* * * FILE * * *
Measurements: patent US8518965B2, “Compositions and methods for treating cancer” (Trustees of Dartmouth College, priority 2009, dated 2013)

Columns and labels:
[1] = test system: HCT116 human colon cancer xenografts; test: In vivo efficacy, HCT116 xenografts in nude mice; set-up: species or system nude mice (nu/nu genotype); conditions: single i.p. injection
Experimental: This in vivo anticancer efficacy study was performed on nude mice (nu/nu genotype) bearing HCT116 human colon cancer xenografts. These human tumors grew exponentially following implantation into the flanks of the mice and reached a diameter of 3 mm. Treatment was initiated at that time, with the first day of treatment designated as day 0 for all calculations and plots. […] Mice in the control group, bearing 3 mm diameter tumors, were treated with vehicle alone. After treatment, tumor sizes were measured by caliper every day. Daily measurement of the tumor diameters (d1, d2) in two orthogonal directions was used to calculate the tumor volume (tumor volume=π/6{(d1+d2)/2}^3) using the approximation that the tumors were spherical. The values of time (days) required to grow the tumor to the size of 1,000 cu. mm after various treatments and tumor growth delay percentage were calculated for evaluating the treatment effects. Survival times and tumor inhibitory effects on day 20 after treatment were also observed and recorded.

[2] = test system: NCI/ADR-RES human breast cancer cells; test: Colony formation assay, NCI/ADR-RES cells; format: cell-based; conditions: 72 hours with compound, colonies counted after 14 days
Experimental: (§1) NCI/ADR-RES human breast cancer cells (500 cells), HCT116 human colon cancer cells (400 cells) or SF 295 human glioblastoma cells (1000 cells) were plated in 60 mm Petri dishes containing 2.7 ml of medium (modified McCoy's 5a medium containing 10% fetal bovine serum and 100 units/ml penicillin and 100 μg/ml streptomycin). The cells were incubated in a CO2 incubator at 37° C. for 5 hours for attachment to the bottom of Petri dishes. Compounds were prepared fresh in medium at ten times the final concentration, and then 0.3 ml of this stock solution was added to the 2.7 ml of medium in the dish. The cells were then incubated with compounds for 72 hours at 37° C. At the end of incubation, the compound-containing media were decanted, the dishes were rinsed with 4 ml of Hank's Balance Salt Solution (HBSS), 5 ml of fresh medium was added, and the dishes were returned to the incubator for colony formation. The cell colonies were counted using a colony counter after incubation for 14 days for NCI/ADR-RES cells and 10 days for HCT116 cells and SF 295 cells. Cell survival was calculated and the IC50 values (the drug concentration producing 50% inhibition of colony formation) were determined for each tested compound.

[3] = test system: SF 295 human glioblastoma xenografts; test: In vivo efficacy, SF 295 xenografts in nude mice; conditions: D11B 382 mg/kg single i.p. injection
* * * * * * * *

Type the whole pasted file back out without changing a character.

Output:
Measurements: patent US8518965B2, “Compositions and methods for treating cancer” (Trustees of Dartmouth College, priority 2009, dated 2013)

Columns and labels:
[1] = test system: HCT116 human colon cancer xenografts; test: In vivo efficacy, HCT116 xenografts in nude mice; set-up: species or system nude mice (nu/nu genotype); conditions: single i.p. injection
Experimental: This in vivo anticancer efficacy study was performed on nude mice (nu/nu genotype) bearing HCT116 human colon cancer xenografts. These human tumors grew exponentially following implantation into the flanks of the mice and reached a diameter of 3 mm. Treatment was initiated at that time, with the first day of treatment designated as day 0 for all calculations and plots. […] Mice in the control group, bearing 3 mm diameter tumors, were treated with vehicle alone. After treatment, tumor sizes were measured by caliper every day. Daily measurement of the tumor diameters (d1, d2) in two orthogonal directions was used to calculate the tumor volume (tumor volume=π/6{(d1+d2)/2}^3) using the approximation that the tumors were spherical. The values of time (days) required to grow the tumor to the size of 1,000 cu. mm after various treatments and tumor growth delay percentage were calculated for evaluating the treatment effects. Survival times and tumor inhibitory effects on day 20 after treatment were also observed and recorded.

[2] = test system: NCI/ADR-RES human breast cancer cells; test: Colony formation assay, NCI/ADR-RES cells; format: cell-based; conditions: 72 hours with compound, colonies counted after 14 days
Experimental: (§1) NCI/ADR-RES human breast cancer cells (500 cells), HCT116 human colon cancer cells (400 cells) or SF 295 human glioblastoma cells (1000 cells) were plated in 60 mm Petri dishes containing 2.7 ml of medium (modified McCoy's 5a medium containing 10% fetal bovine serum and 100 units/ml penicillin and 100 μg/ml streptomycin). The cells were incubated in a CO2 incubator at 37° C. for 5 hours for attachment to the bottom of Petri dishes. Compounds were prepared fresh in medium at ten times the final concentration, and then 0.3 ml of this stock solution was added to the 2.7 ml of medium in the dish. The cells were then incubated with compounds for 72 hours at 37° C. At the end of incubation, the compound-containing media were decanted, the dishes were rinsed with 4 ml of Hank's Balance Salt Solution (HBSS), 5 ml of fresh medium was added, and the dishes were returned to the incubator for colony formation. The cell colonies were counted using a colony counter after incubation for 14 days for NCI/ADR-RES cells and 10 days for HCT116 cells and SF 295 cells. Cell survival was calculated and the IC50 values (the drug concentration producing 50% inhibition of colony formation) were determined for each tested compound.

[3] = test system: SF 295 human glioblastoma xenografts; test: In vivo efficacy, SF 295 xenografts in nude mice; conditions: D11B 382 mg/kg single i.p. injection